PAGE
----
On the second night, while dancing and drinking and singing along, I spent a lot of time writing a letter inside my head to my current favorite high school students, a letter that I was firmly planning on writing as soon as I got home but never sending, to the ones who love One Direction and Twenty One Pilots so fiercely. I was going to tell them--never be ashamed of your fandom, because I know what it feels like, and that feeling is so necessary when you're young. And one day, when you're in your 30s, maybe you'll still be going to One Direction shows, and you'll remember that feeling, of freedom and joy and being alive, and it will be just the same, and you will be so, so grateful for it, because for so many 30 year olds--for you, most of the time--it is a feeling that is almost entirely forgotten. I never wrote the letter, of course, which is a shame because I know I said it all so much better in my head when I was there, when it was all right there. But now I'm back to being a normal grown up, and the forgetting happens so quickly these days.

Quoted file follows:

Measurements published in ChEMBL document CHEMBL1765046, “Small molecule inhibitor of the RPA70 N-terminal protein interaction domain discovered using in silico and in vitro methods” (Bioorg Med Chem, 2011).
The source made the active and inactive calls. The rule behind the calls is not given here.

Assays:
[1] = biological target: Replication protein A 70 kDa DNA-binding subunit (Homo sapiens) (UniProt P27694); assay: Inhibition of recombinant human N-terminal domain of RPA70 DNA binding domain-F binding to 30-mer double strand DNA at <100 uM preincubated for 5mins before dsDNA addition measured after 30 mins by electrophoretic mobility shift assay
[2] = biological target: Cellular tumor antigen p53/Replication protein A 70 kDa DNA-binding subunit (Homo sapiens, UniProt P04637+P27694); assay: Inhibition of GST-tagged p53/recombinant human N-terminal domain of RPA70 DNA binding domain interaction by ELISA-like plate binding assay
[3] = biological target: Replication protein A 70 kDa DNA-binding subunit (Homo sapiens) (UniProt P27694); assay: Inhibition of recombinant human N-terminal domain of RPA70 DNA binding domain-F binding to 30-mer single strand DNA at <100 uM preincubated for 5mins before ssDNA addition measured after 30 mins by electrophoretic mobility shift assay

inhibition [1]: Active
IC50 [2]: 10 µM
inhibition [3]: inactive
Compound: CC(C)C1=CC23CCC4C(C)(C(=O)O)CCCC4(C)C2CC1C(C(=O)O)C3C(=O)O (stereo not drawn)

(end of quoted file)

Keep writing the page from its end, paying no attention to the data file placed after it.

I feel like I don't normally include so many selfies in these Best Of posts, but I had a lot of really happy selfie times this month. Apparently my go-to happy selfie pose is to open my mouth really wide. Which I'm okay with. Because why not?

Saturday, November 14, 2015

Best: September 2015.

On this day when the world seems scary and awful (which is the way the world looks most days depending on who you are), I am going to selfishly focus on the good stuff. Good stuff from September, which already seems ages ago. I've been labeling the date as "2016" for like a month. As far as I'm concerned, after Daylight Savings hits, the world has shifted and we are MOVING ON, FOLKS. But September was really good so I'm happy to make this slight timey wimey exception and go back to it.